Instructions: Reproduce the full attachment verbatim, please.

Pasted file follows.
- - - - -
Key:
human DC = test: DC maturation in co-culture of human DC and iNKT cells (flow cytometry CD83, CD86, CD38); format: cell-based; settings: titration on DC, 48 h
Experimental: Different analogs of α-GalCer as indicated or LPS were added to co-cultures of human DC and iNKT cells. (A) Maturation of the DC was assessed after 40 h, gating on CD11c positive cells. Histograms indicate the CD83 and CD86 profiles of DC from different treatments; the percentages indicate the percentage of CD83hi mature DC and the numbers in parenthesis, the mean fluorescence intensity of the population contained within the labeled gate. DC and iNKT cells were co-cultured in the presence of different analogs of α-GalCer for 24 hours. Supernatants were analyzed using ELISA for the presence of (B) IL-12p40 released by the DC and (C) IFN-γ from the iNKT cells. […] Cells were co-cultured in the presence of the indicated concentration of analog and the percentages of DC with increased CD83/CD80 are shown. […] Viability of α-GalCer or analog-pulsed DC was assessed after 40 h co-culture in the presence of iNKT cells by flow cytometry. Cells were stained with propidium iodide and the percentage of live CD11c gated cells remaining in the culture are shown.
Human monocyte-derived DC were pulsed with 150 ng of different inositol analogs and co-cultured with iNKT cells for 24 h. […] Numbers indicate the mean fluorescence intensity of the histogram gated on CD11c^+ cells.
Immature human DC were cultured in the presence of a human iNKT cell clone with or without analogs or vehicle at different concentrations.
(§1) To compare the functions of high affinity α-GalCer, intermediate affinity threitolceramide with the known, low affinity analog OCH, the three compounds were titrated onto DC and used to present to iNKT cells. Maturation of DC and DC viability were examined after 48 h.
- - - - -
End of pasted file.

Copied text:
Key:
human DC = test: DC maturation in co-culture of human DC and iNKT cells (flow cytometry CD83, CD86, CD38); format: cell-based; settings: titration on DC, 48 h
Experimental: Different analogs of α-GalCer as indicated or LPS were added to co-cultures of human DC and iNKT cells. (A) Maturation of the DC was assessed after 40 h, gating on CD11c positive cells. Histograms indicate the CD83 and CD86 profiles of DC from different treatments; the percentages indicate the percentage of CD83hi mature DC and the numbers in parenthesis, the mean fluorescence intensity of the population contained within the labeled gate. DC and iNKT cells were co-cultured in the presence of different analogs of α-GalCer for 24 hours. Supernatants were analyzed using ELISA for the presence of (B) IL-12p40 released by the DC and (C) IFN-γ from the iNKT cells. […] Cells were co-cultured in the presence of the indicated concentration of analog and the percentages of DC with increased CD83/CD80 are shown. […] Viability of α-GalCer or analog-pulsed DC was assessed after 40 h co-culture in the presence of iNKT cells by flow cytometry. Cells were stained with propidium iodide and the percentage of live CD11c gated cells remaining in the culture are shown.
Human monocyte-derived DC were pulsed with 150 ng of different inositol analogs and co-cultured with iNKT cells for 24 h. […] Numbers indicate the mean fluorescence intensity of the histogram gated on CD11c^+ cells.
Immature human DC were cultured in the presence of a human iNKT cell clone with or without analogs or vehicle at different concentrations.
(§1) To compare the functions of high affinity α-GalCer, intermediate affinity threitolceramide with the known, low affinity analog OCH, the three compounds were titrated onto DC and used to present to iNKT cells. Maturation of DC and DC viability were examined after 48 h.